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- Unreported Judgment
CHILDRENS COURT OF QUEENSLAND
R v YZ  QChC 14
Trial by Judge alone
Childrens Court of Queensland
22 June 2020
19 June 2020
Clare SC DCJ
TRIAL BY JUDGE ALONE – VERDICT & REASONS – one count of armed robbery in company – where the sole issue was identification.
IDENTIFICATION – purported recognition of a person the witness had never met.
E Kelly for the Crown
N Larter for the defendant
Office of the Director of Public Prosecutions for the Crown
Legal Aid Queensland for the defendant
- On 18 December 2019, the complainant child, Bob, was held up and robbed of his BMX bicycle. The robbery was not contentious. Bob had gone for a morning ride taking the footpath. At about 6.30 am, as he rounded the corner from Walker St into Banyan St, he was confronted by 2 people. It was over in less than a minute. The male stopped the bike, stood in front of Bob, pointed a knife close to his chest and demanded the bike. The girl had stood behind Bob. When the male took the bike, she sat on the handle bars and they rode off together. Bob never saw his bike again.
- There was no dispute that the couple had acted together to commit the robbery. There was no dispute that the male was armed with a weapon. The prosecution case was that the defendant child, YZ, was that person. He was indicted for armed robbery in company. He elected to be tried by a judge without a jury.
- The sole issue was identification. There were only 2 witnesses: Bob and the investigating officer. YZ did not offer any evidence, as was his right. He was presumed innocent. His silence was not evidence. No adverse inference could be drawn from it. The burden was on the prosecution to produce sufficient evidence to prove the case against him. The standard of proof was satisfaction beyond reasonable doubt. The court is confined to the evidence at trial. All of that evidence had to be assessed to weigh those parts that were credible and reliable. YZ was entitled to an acquittal unless that whole body of evidence excluded any reasonable possibility that he was innocent.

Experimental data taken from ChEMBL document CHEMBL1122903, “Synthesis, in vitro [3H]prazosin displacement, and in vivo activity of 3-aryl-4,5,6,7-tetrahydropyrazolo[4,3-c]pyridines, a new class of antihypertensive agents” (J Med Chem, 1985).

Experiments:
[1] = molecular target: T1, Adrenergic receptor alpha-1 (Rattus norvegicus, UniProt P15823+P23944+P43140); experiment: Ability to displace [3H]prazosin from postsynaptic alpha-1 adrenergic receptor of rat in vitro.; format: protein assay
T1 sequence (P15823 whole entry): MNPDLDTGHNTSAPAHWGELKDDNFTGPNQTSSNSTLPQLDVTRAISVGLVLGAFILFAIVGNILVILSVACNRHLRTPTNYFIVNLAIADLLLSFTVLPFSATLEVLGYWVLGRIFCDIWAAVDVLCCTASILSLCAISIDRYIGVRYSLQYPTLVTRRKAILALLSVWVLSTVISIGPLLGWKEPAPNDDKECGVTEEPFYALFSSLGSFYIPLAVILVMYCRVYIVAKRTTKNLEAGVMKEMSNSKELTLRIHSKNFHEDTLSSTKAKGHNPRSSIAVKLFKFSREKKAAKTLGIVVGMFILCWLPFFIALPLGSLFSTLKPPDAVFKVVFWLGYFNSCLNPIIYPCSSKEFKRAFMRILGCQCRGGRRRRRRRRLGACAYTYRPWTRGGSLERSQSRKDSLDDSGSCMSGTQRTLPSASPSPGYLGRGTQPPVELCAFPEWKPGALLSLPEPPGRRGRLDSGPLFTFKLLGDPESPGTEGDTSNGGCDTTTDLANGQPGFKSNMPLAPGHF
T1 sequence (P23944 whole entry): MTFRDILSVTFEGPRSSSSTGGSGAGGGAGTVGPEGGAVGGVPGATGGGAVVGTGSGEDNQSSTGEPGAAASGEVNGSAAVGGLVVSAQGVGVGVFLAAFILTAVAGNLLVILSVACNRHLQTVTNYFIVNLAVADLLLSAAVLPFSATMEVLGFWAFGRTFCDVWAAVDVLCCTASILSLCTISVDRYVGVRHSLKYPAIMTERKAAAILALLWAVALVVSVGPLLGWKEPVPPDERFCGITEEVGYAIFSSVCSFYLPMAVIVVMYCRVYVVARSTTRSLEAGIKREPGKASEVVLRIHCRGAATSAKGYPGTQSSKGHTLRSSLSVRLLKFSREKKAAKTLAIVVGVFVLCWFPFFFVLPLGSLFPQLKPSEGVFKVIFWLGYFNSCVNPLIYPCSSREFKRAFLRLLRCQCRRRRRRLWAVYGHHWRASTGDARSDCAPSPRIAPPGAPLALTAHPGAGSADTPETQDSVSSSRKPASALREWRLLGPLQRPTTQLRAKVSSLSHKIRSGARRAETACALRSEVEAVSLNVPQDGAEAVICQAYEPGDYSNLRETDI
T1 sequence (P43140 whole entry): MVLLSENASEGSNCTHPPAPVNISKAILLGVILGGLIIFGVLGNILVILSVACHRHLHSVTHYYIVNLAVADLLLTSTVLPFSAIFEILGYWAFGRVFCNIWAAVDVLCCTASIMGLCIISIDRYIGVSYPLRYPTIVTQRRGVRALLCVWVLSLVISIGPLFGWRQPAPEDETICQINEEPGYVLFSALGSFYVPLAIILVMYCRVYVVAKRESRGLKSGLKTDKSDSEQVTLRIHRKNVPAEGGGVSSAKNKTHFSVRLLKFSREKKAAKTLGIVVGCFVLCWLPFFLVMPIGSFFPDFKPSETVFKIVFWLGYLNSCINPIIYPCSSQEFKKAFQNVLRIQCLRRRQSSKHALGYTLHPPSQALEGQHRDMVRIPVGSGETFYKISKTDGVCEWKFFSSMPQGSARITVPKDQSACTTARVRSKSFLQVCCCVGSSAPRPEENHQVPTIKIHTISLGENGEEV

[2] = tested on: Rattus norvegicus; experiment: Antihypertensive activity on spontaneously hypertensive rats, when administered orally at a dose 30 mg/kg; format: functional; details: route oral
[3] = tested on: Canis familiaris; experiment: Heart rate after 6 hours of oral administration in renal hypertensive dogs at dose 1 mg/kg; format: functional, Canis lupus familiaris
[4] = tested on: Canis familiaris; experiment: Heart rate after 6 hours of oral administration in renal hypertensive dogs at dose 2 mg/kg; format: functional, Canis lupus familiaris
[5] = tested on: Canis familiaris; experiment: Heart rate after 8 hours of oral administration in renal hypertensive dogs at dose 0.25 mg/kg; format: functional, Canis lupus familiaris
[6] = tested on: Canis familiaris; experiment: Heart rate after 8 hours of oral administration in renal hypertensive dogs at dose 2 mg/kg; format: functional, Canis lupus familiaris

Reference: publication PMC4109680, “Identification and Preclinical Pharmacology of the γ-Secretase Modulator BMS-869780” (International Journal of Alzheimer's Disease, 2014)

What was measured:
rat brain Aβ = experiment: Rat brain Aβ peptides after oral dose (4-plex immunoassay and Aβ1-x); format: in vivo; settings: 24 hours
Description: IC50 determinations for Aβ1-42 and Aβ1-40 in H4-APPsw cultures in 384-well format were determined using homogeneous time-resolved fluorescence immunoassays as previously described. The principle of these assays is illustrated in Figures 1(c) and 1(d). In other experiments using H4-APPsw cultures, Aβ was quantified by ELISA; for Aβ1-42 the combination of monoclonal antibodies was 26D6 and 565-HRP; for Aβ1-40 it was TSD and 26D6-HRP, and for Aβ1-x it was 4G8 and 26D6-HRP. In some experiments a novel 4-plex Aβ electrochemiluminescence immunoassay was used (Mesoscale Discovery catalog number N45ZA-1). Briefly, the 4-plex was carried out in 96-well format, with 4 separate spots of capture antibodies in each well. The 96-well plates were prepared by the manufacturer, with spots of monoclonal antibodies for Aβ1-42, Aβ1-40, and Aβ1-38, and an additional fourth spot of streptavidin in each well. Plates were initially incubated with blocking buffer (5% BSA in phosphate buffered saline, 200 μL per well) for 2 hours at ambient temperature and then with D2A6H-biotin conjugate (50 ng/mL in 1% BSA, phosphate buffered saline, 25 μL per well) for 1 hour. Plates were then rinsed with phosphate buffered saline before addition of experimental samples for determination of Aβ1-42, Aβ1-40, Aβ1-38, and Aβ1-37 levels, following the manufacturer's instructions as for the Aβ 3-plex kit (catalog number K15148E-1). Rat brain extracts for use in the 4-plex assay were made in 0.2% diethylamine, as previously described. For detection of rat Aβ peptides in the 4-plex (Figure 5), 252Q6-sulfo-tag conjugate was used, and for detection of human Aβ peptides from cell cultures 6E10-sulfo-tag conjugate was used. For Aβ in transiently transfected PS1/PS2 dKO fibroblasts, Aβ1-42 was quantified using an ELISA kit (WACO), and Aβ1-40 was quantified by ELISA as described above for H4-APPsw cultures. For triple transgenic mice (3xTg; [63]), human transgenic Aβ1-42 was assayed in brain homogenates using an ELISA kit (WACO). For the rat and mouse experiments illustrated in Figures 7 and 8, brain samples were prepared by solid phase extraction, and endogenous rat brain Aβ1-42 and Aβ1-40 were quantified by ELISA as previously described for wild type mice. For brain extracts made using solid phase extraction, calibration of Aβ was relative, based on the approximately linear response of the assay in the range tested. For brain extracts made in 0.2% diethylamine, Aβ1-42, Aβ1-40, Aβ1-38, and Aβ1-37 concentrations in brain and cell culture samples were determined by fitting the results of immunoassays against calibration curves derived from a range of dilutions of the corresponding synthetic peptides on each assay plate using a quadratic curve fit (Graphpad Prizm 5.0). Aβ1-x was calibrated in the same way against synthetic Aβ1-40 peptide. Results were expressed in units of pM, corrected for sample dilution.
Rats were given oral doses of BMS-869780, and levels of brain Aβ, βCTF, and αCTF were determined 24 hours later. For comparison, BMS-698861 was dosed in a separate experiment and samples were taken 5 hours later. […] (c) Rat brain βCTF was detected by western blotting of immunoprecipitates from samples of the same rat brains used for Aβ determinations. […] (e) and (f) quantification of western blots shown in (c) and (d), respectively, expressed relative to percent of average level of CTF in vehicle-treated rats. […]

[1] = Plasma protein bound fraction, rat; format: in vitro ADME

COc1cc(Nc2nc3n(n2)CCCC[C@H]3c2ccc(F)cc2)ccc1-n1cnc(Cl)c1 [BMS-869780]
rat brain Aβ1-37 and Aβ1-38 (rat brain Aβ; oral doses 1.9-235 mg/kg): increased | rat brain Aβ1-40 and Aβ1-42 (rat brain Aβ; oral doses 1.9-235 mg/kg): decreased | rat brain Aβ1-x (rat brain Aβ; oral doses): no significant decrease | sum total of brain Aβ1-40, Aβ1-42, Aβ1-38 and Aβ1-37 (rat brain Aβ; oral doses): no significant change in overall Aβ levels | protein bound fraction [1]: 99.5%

- It took police 2 months to locate YZ. He was found in Wynnum. Neither flight nor alibi was raised.
- The entire case hinged on Bob. His honesty was not challenged, but his reliability was. Squarely in issue was his capacity to accurately identify YZ, a person he had never met. Bob was only 15 years old. There were inconsistencies in his recollection of the direction of the robber’s escape and the description of the knife. Defence counsel, Mr Larter, argued those matters reinforced Bob’s general unreliability. The crown prosecutor, Ms Kelly, relied upon Bob’s prior knowledge of YZ. The defence contended that prior information only compromised the identification.
Identification of YZ
- Without a positive and reliable identification from Bob the case had to fail.
- The witness’s evidence was that he recognised the robber immediately. Within the hour, he was making his statement to the police. He named YZ and his girlfriend, M. (The defence did not dispute that YZ had a close association with M.) Bob described the robber as having ginger hair and freckles. Police compiled a photo board of 12 youths, including YZ, and another board for teenage girls including M. Bob was shown the photo boards just 2 ½ hours after the robbery. He picked YZ’s photograph. He did not recognise any of the girls.
- The photo board process was recorded. Bob looked at the male photo board for a short time, before saying “ nah, neither of them”, while continuing to look. Seconds later he said “ oh actually, number 5”. Number 5 was YZ’s photograph. The officer asked Bob what made him believe it was number 5. Bob replied: “ the freckles on the face and the ginger hair”. He was not asked about his level of confidence. There was simply this exchange:
SC MACRAE: okay you were pretty certain that’s the one out of all of those.
- Mr Larter argued that the initial failure to recognise YZ and the term “pretty certain” conveyed doubt.
- Identification through a photo board can be problematic. A selection of small, one dimensional head shots, usually in sub optimal lighting, is put before the witness. It can pose particular difficulties for the identification of a complete stranger. No complaint was made about the selection of photos offered to Bob.